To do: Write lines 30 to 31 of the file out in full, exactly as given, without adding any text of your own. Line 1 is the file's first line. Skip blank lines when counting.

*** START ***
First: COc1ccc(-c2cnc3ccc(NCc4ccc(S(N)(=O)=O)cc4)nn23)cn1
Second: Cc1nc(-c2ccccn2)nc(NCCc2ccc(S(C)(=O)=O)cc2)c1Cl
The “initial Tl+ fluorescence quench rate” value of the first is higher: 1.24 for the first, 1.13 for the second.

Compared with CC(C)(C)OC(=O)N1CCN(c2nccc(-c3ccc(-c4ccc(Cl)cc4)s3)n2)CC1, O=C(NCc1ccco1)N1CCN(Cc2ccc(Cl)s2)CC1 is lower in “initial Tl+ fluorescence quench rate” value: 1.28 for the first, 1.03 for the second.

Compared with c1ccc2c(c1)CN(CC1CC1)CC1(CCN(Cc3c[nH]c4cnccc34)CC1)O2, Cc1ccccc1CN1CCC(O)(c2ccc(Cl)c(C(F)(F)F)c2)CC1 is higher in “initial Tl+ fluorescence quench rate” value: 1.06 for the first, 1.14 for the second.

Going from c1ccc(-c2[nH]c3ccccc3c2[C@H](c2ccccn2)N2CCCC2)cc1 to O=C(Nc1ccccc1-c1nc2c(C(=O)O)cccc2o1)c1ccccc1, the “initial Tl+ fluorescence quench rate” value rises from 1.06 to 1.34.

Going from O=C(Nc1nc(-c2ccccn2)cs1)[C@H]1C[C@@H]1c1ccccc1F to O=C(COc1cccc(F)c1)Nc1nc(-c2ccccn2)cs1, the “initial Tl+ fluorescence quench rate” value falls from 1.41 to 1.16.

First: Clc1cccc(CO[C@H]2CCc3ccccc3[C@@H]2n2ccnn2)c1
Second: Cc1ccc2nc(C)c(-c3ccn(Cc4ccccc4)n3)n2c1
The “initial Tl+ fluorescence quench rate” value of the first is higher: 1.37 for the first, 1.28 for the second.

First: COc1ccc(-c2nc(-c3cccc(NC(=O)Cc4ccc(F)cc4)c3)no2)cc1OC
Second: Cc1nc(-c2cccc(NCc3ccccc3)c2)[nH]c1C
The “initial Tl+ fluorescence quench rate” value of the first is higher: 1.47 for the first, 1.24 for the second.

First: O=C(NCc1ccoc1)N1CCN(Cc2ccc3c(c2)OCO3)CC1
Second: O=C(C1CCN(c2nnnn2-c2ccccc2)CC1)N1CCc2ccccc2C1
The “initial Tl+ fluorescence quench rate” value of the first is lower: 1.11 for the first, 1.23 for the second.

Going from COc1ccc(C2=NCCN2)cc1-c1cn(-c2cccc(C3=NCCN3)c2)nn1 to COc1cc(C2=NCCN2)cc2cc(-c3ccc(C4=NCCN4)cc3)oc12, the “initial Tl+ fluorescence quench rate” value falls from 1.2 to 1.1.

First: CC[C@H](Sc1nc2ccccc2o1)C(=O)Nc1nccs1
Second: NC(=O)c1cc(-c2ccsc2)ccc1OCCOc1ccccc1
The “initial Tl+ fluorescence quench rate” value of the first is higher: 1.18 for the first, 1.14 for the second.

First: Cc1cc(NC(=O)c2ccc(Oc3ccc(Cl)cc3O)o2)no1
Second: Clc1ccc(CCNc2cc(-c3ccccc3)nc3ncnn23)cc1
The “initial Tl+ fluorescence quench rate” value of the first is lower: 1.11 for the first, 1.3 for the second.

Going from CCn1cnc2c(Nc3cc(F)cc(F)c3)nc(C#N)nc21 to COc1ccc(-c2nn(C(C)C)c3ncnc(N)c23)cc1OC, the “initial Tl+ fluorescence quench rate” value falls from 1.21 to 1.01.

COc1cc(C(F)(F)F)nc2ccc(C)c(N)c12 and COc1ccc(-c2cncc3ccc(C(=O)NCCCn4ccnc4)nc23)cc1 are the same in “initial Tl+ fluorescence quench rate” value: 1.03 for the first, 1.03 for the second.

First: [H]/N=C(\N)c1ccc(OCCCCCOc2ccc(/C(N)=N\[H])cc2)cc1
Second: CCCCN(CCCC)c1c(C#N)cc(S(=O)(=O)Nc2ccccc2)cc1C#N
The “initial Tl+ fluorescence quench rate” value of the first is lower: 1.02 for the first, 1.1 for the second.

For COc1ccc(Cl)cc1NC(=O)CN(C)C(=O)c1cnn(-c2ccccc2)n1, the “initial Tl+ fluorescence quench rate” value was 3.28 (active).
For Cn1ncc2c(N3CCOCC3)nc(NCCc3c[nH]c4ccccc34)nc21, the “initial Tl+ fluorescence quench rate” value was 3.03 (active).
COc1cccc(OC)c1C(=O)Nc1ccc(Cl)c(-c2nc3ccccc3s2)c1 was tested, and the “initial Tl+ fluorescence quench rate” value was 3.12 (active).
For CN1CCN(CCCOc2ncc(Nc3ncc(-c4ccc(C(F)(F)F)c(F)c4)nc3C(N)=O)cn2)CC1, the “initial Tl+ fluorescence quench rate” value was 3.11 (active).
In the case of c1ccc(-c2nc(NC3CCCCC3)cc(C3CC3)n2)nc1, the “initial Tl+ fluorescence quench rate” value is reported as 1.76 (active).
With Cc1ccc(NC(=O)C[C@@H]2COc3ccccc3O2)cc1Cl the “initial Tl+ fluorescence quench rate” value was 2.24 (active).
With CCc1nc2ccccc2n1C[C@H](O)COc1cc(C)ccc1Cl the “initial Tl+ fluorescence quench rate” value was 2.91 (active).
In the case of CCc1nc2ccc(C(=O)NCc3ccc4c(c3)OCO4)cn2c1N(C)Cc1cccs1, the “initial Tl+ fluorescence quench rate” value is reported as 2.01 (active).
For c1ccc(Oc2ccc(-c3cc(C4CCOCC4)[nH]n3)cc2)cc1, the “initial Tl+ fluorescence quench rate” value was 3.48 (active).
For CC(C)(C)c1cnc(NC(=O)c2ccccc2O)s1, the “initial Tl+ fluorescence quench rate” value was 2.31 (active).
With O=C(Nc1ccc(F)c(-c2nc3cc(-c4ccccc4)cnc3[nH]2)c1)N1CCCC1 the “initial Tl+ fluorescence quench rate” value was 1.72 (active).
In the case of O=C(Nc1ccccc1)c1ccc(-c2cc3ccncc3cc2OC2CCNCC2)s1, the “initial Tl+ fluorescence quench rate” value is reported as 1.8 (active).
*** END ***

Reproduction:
For Cn1ncc2c(N3CCOCC3)nc(NCCc3c[nH]c4ccccc34)nc21, the “initial Tl+ fluorescence quench rate” value was 3.03 (active).
COc1cccc(OC)c1C(=O)Nc1ccc(Cl)c(-c2nc3ccccc3s2)c1 was tested, and the “initial Tl+ fluorescence quench rate” value was 3.12 (active).